Project lead: Dr. Chet Udell, Luke Goertzen
Project Loom & The Internet of Things (IoT)
Cisco Systems estimates that by 2020, more than 250 things will connect to the Internet each second with 50 billion total devices communicating online (Tillman, 2013). The Internet of Things (IoT) is the notion that everyday objects like cars, coffee makers, umbrellas, and traffic lights will collect data and not only communicate over the internet, but autonomously collaborate together to optimize our daily lives. In a world where shoes keep track of how fast and far we run, and watches can detect if its owner has heart trouble and call for help, the implication for internet-enabled distributed sensors for environmental research is truly exciting. Dr. Chet Udell’s work is an extension of this concept focused on optimizing the connections between machines, people, and computing to enhance capabilities and transform how environmental sensing and research is conducted in the face of climate change.
Loom is a multidisciplinary collaboration of the OPEnS Lab with a team of 20+ Computer Science and Electrical Engineering senior capstone students to create a fully open source, modular, user friendly, sensor/actuator system kit that enables environmental research and conservation communities to overcome significant technical hurdles for creating new environmental, agricultural, and ecological instrumentation to measure, monitor, automate, and understand our world.
Design a "plug and play" senor/actuator system
Simple enough for K-12 students to use
Extensible and programmable enough for engineers to customize
Create a wide variety of applications by simply connecting modular components
Make the system wireless, low-power, low latency
Configure all sensors and actuators on a wireless network using an intuitive graphical user interface
Interact with data and control signals on a network in realtime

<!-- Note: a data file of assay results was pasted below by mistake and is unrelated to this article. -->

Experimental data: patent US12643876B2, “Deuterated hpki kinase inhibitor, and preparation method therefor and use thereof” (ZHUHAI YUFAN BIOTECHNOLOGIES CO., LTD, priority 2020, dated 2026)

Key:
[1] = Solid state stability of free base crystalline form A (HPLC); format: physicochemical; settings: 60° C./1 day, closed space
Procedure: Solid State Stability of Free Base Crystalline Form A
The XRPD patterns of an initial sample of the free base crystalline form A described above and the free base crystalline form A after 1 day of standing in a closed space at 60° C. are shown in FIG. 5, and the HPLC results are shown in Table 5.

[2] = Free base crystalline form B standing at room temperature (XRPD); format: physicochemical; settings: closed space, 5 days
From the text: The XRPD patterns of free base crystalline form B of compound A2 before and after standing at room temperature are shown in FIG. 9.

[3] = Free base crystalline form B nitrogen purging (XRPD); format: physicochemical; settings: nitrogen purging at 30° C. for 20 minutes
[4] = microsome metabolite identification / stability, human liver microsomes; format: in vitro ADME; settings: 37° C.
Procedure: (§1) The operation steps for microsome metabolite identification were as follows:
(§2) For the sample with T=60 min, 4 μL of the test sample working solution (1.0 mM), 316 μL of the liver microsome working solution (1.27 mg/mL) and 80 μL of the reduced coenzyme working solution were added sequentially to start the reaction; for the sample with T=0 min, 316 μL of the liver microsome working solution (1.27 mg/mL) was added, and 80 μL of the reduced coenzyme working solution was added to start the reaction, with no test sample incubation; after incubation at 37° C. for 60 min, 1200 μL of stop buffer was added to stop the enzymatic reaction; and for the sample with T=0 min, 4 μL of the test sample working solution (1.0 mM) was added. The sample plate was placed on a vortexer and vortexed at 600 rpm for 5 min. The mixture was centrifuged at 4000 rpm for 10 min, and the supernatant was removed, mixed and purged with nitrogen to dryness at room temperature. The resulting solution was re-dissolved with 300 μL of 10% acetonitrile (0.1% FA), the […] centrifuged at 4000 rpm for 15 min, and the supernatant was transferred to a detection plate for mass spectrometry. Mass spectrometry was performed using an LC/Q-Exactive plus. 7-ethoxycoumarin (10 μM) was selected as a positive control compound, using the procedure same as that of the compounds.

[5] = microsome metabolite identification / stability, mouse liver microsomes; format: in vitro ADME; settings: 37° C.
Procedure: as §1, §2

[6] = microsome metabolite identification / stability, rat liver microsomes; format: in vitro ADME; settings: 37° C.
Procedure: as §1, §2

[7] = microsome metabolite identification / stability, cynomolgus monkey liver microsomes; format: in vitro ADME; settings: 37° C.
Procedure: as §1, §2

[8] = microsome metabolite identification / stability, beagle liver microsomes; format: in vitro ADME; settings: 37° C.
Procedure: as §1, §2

Make data transmitted from local and remote locations available instantly from anywhere around the world
The Loom hardware is documented in future detail on GitHub.
Uses Adafruit Feather M0 family of devices
A tutorial on adapting Arduino Sketches to M0 found here
Wireless Device Communication
Internet Connectivity Options
AS7262 Spectral Sensor (visible)
AS7263 Spectral Sensor (near infrared)
AS7263 Spectral Sensor Triad (visible, near IR, UV)
FXAS21002 3-Axis Gyroscope
FXOS8700 3-Axis Accelerometer/Magnetometer
HX711 Load Cell Amplifier
MPU6050 Accelerometer / Gyroscope
MS5803 Atmospheric Pressure / Temperature Sensor
SHT31-D Temperature and Humidity
TSL2561 Lux Sensor
TSL2591 Lux Sensor
ZX Distance and Gesture Sensor
Loom also supports the TCA9548A I2C Multiplexer for simple connection of multiple sensors of the same or different type
TCA9548A I2C Multiplexer
MAX31856 Universal Thermocouple Amplifier
Loom supports most analog sensors in a plug-and-play fashion with up to 12-bit resolution. In addition, Loom provides conversions to standard units for the following sensors:
Servo Featherwing for up to 8 servos
DC Motor + Stepper FeatherWing for up to 4 DC/Stepper motors
Neopixel RGB LEDs
A graphical user interface implemented in Max/MSP provides realtime data monitoring and interactivity.
Max code/interfaces can be found on GitHub.
Visualizes all sensor data in the network environment
Visualizes and controls all actuators in the network environment
Enables the user to apply functions, transforms, thresholds, and feature recognition on incoming data
Enables the user to create if-this-then-that conditional relationships between the sensors and actuators (e.g. turn on fan when temperature is above 80 degrees Fahrenheit)
Loom provides near real time data logging to Google Sheets via the free PushingBox API. A single hub can facilitate the logging of data from an entire network of data-collecting nodes.
This project is under continual development, with an ever increasing number of sensors, actuators, and other features. For the latest code updates, lists of supported hardware, and documentation, check out the project’s GitHub repository.
Open-Source, IoT, Internet of Things, Remote Sensing, Adafruit, Plug and Play.
Inberg, Tyler (2018). Project Management and Design of a Modularized Internet of Things (IoT) Prototyping System. Retrieved from Scholars Archive @ OSU. (http://ir.library.oregonstate.edu/concern/honors_college_theses/xs55mj293) Location: Oregon State University.